More people across British Columbia will receive free training on how to help defuse racist incidents through a new Anti-Racism Community Delegate (ARC) pilot program.
Applications are being accepted for the “train the trainer” program, which will educate people passionate about anti-racism work in no less than 15 small communities. Successful candidates will acquire the skills to deliver training on how bystanders can deal with racist incidents and facilitate community dialogues about racism and discrimination in their communities.
“Over the past few years, we have seen an alarming increase in racist incidents in communities large and small across our province. We cannot sit idly by and allow this kind of hatred to proliferate. We all have a role to play in addressing racism in our families and communities,” said Rachna Singh, Parliamentary Secretary for Anti-Racism Initiatives. “This training will give people the skills and confidence they need to carry out anti-racism work and train others in their communities as we strive to dismantle the systemic barriers that hold Indigenous people back, black people and people of color for generations.”
The pilot project is the first anti-racism training of its kind. It is developed and offered by the Victoria Immigrant and Refugee Center Society (VIRCS), a non-profit organization that assists people new to Canada and advances anti-racism initiatives through Resilience BC Anti-Racism Network.
Resilience BC is a network of over 34 organizations that connects local leaders to the information, support and training they need to respond to and prevent incidents of racism and hate in their communities.
“We are all responsible for creating safety in our communities,” said Siobhan Brown, Resilience BC member in the qathet region. “Racism and discrimination are injustices that we have the power to fight. This training will strengthen our ability to do just that by combining basic lessons with the unique needs of each rural community, so that we can create a tailored response. »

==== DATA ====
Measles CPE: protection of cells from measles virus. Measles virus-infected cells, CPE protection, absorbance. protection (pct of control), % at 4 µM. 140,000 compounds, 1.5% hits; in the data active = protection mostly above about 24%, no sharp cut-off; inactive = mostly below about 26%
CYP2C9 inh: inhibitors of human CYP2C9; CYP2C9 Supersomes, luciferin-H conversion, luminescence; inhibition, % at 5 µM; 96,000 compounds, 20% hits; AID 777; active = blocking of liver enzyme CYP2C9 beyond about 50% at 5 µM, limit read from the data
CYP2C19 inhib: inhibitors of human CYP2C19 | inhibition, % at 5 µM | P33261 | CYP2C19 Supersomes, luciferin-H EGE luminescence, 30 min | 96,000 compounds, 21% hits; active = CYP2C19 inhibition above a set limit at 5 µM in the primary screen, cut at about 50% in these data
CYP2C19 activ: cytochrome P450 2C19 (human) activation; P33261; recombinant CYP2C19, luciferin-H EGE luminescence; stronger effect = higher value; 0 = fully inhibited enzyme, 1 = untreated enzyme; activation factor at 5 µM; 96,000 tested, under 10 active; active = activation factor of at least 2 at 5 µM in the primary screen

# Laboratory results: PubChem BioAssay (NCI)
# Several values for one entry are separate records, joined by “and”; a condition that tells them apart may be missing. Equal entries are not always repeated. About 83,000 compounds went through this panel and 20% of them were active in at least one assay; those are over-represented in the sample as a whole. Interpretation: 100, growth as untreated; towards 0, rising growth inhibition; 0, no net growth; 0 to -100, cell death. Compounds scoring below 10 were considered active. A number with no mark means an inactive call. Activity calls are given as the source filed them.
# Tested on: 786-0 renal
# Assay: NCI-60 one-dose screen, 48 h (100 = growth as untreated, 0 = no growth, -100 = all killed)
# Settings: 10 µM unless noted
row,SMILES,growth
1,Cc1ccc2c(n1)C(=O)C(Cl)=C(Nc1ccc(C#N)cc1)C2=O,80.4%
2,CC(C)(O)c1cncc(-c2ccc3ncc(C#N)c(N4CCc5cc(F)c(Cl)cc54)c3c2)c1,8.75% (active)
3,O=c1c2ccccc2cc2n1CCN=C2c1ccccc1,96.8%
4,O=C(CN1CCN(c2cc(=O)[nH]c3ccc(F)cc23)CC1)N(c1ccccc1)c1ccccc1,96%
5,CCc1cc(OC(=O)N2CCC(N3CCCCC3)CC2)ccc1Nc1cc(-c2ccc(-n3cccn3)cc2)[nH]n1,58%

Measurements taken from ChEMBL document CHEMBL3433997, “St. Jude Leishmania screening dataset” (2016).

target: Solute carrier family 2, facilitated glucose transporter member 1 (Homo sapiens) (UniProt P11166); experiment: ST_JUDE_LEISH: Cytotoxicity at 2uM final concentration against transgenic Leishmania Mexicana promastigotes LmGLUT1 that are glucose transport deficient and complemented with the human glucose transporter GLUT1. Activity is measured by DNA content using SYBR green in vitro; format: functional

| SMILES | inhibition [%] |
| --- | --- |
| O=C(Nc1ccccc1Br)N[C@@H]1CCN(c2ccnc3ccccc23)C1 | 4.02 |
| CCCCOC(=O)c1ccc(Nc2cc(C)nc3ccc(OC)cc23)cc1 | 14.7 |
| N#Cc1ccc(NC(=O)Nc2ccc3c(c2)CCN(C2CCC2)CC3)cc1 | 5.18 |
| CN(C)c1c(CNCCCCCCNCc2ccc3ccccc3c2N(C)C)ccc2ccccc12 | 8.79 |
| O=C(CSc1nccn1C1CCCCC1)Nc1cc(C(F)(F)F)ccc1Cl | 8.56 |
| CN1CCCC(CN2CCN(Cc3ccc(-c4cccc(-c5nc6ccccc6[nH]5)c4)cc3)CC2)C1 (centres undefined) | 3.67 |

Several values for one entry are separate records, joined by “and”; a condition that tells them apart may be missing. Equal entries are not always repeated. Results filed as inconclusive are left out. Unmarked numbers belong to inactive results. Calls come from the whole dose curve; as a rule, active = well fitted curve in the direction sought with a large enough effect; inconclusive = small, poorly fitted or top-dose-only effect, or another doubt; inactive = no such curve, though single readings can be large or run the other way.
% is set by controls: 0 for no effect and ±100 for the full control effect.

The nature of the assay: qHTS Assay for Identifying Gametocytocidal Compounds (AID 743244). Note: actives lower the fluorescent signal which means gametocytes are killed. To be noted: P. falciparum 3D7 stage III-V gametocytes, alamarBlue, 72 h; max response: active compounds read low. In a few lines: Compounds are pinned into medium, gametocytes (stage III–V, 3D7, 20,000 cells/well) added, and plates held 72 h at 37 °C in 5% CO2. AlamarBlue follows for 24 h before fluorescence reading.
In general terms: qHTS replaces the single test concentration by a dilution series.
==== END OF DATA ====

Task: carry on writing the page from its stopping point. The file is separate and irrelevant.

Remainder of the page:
People from the following communities are encouraged to apply:
- Dawson’s Creek
- Fort St. Jean
- Powell/qathet river
- Prince Rupert
“You can’t ignore racism and expect it to go away. This program will give people the tools they need to train community members on how to deal with racist incidents and make positive changes in their communities,” said Harwinder Sandhu, MPP for Vernon-Monashee. “By providing more people with the skills and knowledge to dismantle systemic racism in their communities, we can build a better anti-racism BC for all.”
Online applications will be accepted until August 11, 2022. Twenty places are available in the program. Successful candidates will begin their training in October 2022. Participants will receive a stipend and travel expenses will be covered.
“Traditional diversity and inclusion trainings have failed to create the lasting change needed to address systemic inequalities,” said Karen Hira, Executive Director of VIRCS. “Investing in meaningful and sustained exploration of systemic racism and its impact on our daily lives will help us build more resilient, compassionate and equitable communities.”
VIRCS receives financial support for the ARC Stewards program and other anti-racism training initiatives through the Sector Labor Market Partnerships program, part of the Canada-BC Agreement. on labor market development.
The program is an important part of the province’s commitment to dismantling systemic racism and building a better and more inclusive province for all.
For more information about the program and to apply, visit: https://www.vircs.bc.ca/lcrcprogram
For more information on Resilience BC, visit: https://www2.gov.bc.ca/gov/content/governments/multiculturalism-anti-racism/anti-racism/resiliencebc
For more information on provincial anti-racism initiatives, visit: https://engage.gov.bc.ca/antiracism
For more information on the Labor Market Sector Partnerships program, visit: https://www.workbc.ca/labour-market-industry/sector-labour-market-partnerships-program.aspx